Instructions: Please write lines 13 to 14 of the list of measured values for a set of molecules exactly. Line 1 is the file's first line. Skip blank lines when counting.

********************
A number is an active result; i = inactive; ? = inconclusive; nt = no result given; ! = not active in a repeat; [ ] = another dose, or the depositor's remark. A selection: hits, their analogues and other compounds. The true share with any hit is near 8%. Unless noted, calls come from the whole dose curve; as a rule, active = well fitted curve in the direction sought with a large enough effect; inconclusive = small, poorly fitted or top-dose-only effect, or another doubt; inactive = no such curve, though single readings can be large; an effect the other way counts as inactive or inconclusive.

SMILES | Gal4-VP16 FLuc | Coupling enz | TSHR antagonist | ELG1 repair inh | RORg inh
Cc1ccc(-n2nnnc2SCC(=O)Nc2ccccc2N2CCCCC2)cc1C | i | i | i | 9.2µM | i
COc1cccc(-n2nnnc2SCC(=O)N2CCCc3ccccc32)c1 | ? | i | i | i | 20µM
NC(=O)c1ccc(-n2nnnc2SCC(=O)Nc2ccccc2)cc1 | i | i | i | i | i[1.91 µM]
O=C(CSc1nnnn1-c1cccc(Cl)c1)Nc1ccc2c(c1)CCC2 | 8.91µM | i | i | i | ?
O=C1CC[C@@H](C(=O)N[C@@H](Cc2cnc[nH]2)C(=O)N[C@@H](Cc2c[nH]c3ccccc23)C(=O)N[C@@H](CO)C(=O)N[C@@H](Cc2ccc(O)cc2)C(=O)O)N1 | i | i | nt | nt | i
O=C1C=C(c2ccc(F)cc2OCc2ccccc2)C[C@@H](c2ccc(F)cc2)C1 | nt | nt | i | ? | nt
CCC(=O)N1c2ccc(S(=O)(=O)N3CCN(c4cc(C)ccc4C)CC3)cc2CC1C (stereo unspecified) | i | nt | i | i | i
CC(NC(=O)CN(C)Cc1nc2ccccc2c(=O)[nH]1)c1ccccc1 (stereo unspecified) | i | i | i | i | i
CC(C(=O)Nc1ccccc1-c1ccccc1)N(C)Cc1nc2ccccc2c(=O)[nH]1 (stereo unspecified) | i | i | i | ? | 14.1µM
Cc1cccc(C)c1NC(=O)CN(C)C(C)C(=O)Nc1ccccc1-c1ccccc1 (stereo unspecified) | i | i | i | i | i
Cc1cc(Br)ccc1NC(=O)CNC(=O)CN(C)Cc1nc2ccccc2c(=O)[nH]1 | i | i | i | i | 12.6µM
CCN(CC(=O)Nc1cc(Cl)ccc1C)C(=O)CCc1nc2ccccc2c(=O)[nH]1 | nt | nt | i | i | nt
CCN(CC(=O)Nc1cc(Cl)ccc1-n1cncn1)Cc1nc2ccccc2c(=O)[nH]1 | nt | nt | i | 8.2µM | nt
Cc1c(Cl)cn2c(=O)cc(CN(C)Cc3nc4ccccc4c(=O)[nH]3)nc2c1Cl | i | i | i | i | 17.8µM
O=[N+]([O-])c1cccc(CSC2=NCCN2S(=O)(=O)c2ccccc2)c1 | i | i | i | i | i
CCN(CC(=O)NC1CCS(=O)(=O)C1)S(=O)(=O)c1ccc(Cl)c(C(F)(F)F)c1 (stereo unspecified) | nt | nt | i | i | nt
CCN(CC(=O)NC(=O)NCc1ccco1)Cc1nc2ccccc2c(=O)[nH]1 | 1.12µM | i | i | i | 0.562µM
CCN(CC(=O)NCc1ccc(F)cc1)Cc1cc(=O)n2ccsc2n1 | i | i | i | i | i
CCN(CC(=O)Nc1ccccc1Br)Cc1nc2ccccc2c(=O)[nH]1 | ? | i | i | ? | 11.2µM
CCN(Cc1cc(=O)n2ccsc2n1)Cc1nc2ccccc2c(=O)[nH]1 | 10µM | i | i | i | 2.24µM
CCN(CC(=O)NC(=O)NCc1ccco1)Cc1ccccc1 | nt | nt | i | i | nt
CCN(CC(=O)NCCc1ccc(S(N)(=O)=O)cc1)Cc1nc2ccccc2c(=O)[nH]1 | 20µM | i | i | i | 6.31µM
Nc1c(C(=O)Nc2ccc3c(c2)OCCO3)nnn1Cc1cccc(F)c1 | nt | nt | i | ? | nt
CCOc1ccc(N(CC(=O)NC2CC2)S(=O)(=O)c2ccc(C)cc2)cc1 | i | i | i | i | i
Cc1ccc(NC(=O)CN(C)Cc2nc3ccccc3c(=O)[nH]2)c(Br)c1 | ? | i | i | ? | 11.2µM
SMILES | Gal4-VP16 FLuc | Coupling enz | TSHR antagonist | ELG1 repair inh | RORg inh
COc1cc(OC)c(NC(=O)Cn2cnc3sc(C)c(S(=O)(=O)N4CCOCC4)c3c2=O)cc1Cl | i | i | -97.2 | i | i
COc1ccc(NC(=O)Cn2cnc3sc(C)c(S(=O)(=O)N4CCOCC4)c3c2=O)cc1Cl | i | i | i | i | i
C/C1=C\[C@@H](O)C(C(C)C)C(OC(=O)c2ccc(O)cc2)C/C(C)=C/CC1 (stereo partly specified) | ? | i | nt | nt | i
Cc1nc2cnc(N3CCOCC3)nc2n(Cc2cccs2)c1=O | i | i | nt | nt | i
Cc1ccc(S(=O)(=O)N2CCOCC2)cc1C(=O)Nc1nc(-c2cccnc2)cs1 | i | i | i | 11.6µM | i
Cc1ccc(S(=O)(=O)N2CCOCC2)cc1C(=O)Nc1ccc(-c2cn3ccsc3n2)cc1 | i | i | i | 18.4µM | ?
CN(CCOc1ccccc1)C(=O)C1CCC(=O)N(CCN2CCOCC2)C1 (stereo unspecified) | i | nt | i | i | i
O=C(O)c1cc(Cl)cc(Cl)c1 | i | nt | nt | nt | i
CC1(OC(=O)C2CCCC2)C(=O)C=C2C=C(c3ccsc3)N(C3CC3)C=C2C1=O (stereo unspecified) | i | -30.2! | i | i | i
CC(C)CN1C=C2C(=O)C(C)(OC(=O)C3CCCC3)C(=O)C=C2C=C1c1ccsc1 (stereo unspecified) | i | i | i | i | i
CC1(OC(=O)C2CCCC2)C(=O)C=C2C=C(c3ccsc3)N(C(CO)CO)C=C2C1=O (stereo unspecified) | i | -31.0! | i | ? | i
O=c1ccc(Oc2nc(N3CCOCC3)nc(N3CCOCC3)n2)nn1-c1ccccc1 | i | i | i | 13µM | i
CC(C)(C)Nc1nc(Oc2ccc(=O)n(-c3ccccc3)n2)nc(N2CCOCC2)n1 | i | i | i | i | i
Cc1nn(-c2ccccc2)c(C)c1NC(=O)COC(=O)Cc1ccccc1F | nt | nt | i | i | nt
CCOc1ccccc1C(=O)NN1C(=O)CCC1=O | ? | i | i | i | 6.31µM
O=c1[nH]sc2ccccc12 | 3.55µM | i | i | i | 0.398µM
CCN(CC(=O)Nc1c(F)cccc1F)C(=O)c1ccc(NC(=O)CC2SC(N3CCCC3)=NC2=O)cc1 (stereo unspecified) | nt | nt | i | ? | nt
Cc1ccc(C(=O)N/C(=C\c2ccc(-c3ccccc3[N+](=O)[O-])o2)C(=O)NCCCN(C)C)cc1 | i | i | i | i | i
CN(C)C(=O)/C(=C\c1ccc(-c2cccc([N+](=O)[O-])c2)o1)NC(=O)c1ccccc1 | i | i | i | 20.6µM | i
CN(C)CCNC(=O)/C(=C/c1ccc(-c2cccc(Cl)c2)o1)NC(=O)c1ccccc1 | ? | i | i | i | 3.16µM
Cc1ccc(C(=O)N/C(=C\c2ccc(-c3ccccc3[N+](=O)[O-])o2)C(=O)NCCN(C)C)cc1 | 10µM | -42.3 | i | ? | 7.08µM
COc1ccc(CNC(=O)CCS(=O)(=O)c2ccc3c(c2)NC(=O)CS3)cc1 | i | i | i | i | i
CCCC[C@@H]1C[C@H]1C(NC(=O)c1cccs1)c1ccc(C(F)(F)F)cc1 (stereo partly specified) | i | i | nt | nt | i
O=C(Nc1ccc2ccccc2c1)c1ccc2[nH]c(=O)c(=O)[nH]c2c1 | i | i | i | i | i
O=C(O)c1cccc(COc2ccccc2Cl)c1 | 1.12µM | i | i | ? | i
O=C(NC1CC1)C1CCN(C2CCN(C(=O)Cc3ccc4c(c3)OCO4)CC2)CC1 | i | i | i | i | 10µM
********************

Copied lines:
Cc1cc(Br)ccc1NC(=O)CNC(=O)CN(C)Cc1nc2ccccc2c(=O)[nH]1 | i | i | i | i | 12.6µM
CCN(CC(=O)Nc1cc(Cl)ccc1C)C(=O)CCc1nc2ccccc2c(=O)[nH]1 | nt | nt | i | i | nt